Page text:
A loophole in a new law has sparked fears that retailers could be used as scapegoats for “PR prosecutions”.
Under the Psychoactive Substances Act, legal action can now be taken against retailers if they sell a psychoactive substance that’s likely to be misused by the purchaser or ‘some other person’.
The act came into effect on May 26, removing age restrictions from substances including solvents, aerosols and nitrous oxide. It’s now an offence to sell them to anyone of any age who might misuse them.
AF Blakemore’s loss prevention manager Mark Stevenson warned that the new legislation leaves retailers at risk of vilification. He suggested that if a person fatally misuses a product, press coverage could lead to a high-profile case and a demand for the supplier – or in this case, the retailer – to be prosecuted.
Retailers now face up to seven years imprisonment for selling substances to any person who is likely to misuse them
“There are plenty of examples of high-profile cases where the police want to do a PR prosecution,” he told Retail Express. “The issue is that the law expects retailers to detect a substance will be abused – which is generally an impossibility.”
Retailers now face up to seven years imprisonment for selling substances to any person who is likely to misuse them.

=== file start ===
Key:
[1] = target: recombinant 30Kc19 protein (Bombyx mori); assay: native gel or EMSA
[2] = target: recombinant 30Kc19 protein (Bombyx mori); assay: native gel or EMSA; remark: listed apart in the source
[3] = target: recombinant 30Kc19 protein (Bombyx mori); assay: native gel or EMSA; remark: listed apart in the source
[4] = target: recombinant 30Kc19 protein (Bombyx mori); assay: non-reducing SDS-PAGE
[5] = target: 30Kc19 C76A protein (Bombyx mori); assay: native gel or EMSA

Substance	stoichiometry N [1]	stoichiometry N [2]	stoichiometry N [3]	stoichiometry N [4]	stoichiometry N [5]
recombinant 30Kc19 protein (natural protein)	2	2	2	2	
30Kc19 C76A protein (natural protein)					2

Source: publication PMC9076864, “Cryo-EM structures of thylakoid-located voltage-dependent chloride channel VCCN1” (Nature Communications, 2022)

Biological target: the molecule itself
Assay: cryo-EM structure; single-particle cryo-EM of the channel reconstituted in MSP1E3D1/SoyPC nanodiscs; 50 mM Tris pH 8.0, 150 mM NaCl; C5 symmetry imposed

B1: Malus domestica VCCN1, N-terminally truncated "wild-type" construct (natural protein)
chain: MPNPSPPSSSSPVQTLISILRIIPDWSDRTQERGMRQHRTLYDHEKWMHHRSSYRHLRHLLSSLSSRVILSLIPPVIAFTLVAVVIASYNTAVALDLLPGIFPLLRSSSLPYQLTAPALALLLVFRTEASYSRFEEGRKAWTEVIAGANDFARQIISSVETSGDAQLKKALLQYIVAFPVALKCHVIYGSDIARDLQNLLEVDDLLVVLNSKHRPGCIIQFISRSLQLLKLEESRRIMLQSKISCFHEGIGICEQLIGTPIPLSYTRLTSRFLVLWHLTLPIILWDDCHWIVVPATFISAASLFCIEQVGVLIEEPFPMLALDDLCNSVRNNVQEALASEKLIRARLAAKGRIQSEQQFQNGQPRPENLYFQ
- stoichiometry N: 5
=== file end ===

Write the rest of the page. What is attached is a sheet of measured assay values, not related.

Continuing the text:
“If a teenager buys a single can of deodorant, how are we supposed to know that they’re going to misuse it?” Stevenson said. “There’s no way we can know it’s going to happen, but the law leaves that loophole open. All it takes is that one case, and the only person left vulnerable is the retailer.”
Addressing Stevenson’s concerns at a recent ACS event, Jamie McLellan, senior policy advisor at the Home Office’s Drugs and Alcohol Unit, said that he “can’t reassure [retailers] that that isn’t going to happen”.
David Worsfold, owner of Farrants in Cobham, Surrey, said the new system was “absolutely a concern for retailers”.
“But those items have always been restricted, so it shouldn’t be something people are unprepared for,” he added. “Responsible retailers will be used to using their judgement. It’s not illegal to sell matches to someone who’s under the age of 18, but none of my staff would.”
Find out how you can protect yourself from prosecution under the Psychoactive Substances Act.